This Easter our brave leader has announced that Britain is still a Christian country. In fact he has said so repeatedly. Unfortunately for him, some British people, including Philip Pullman and Terry Pratchett, disagree and have written an open letter to this effect. Moreover, they believe that him saying so has negative consequences for politics and society.
I suppose that we are still a Christian country insofar as we celebrate Easter and Christmas. Generally though, I do not think that it is fair or right to characterise Britain as a Christian country. I don’t have a problem with religion per se. I know a lot of people think that religion is a negative thing and only causes conflict, and some go even further and say that without religion there wouldn’t be wars. This is a very narrow way of thinking to my mind. I can name more wars not caused by religion than those that were. Of course many atrocities have been committed in the name of religion, but equally many atrocities have been committed against religion in the name of something else altogether, the Holocaust being such an obvious example that I am almost embarrassed to cite it.
Generally I think that religion is a very personal thing, and as such really isn’t something that should be applied to a whole country. I do also think that religion isn’t really fit for purpose when it comes to governance. Many religions turn to a holy book for advice, which inevitably has to be read in context and taken with a pinch of salt when it comes to hard and fast rules. They often also value different members of society in a very different way, women being the obvious victim under many religions.
I believe that David Cameron feels the urge to mark Britain as still Christian as a point against immigration, to remind people that we still insist that people who come to live in this country live by our rules. I don’t disagree with that idea in it’s broadest terms. If you wish to live in Britain, I do agree that you have to behave like a British person. This includes abiding by the law, speaking English and paying your taxes. However, I do not believe that Christianity defines Britishness.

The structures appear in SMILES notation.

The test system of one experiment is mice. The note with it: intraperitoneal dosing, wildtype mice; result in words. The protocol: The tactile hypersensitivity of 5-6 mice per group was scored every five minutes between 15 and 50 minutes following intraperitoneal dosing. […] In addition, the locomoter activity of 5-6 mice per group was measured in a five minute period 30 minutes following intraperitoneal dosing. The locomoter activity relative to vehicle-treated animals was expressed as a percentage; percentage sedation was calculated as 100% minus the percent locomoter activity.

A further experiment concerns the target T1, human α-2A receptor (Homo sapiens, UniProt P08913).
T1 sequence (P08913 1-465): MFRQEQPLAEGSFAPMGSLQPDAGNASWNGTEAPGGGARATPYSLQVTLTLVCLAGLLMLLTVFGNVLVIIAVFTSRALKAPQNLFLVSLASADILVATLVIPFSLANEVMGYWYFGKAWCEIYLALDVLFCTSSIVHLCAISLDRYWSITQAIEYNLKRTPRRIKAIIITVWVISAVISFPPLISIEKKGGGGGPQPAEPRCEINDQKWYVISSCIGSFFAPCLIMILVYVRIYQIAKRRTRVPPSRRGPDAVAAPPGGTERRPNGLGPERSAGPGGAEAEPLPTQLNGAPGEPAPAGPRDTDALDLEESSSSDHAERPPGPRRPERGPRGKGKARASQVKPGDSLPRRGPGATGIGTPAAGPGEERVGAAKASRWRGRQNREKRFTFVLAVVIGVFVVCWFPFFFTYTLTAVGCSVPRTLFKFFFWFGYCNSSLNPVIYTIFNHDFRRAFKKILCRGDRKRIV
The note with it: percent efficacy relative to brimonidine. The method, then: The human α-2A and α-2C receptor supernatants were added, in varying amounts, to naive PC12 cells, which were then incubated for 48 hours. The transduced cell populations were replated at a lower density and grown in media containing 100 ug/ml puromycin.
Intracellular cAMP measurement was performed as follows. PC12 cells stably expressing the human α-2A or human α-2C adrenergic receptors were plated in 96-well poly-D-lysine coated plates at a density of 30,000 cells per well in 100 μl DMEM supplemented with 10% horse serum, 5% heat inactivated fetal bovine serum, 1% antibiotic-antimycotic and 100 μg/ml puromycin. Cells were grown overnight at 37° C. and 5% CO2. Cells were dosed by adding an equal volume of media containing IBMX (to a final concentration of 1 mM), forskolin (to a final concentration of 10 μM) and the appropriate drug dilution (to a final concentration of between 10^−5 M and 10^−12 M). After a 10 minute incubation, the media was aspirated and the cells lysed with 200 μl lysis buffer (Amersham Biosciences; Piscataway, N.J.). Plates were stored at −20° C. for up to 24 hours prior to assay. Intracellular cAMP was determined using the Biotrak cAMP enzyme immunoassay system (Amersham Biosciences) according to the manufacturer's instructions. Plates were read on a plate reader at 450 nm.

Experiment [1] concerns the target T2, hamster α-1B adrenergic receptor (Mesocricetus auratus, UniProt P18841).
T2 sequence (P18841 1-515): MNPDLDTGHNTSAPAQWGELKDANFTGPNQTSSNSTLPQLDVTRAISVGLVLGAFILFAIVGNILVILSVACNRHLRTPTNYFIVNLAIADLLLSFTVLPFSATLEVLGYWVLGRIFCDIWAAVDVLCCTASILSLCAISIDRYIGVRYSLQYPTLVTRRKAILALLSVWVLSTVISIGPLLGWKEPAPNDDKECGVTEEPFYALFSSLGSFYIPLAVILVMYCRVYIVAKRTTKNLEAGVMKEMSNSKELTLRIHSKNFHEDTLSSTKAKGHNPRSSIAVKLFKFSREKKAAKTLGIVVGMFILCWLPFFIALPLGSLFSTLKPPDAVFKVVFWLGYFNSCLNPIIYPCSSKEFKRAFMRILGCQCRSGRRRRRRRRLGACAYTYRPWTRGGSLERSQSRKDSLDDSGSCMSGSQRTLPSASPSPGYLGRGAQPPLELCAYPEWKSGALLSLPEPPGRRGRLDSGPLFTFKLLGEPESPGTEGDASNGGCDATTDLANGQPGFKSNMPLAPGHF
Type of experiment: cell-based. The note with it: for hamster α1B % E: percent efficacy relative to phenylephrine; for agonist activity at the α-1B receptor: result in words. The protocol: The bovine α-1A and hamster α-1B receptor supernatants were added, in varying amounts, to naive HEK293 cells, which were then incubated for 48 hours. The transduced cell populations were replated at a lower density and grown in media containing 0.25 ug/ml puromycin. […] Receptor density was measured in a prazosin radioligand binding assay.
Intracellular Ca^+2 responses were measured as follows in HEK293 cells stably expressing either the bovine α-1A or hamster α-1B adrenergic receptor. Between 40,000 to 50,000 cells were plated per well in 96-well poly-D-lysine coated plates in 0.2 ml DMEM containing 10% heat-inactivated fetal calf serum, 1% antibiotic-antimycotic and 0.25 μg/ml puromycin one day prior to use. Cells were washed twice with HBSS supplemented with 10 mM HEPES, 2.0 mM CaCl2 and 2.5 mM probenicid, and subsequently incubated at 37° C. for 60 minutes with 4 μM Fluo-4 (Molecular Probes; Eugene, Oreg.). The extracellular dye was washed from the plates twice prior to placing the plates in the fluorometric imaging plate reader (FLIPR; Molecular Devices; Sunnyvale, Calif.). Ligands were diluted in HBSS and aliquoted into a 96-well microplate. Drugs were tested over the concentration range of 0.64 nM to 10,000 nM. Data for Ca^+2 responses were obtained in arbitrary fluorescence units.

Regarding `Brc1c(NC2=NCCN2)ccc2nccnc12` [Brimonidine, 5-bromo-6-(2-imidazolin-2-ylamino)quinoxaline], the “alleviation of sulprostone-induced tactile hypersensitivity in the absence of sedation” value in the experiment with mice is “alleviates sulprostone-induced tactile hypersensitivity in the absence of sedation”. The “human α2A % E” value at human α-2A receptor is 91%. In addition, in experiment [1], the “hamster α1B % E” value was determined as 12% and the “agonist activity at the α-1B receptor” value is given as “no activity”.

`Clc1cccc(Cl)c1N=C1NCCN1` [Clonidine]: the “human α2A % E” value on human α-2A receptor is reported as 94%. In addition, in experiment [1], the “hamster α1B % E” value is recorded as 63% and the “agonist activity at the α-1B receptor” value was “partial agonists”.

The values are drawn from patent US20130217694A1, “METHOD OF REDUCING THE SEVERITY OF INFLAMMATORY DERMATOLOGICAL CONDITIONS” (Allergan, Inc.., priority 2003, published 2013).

Many of the things that are good about Christianity are duplicated across all the major religions, so there is really no need. In fact, it is fostering divisions between us and them, Christians and non-Christians, British and non-British, which is completely unnecessary. We all have to try and get along with everyone else. Just because I was born here doesn’t mean that I am automatically a better person than someone who wasn’t. I don’t think that we can or should grant asylum to everyone that wants it, if only because of a lack of resources, but once someone has been granted British citizenship they are as British as me, whether or not they are Christian.
I think it is far more braggable to be a secular nation. Relying on a religion to help you govern your country is a lazy option. It means that you don’t really have to think about the rights and wrongs of a situation. This can be shown in Cameron’s love of marriage. I have previously discussed my opinions on marriage and I really don’t find that it is a more valid type of relationship simply because it is a marriage. Similarly, this country isn’t a better country when it is labelled as Christian, and heritage isn’t a good enough reason to do so. Some more thought is required by our Prime Minister, and not for the first time.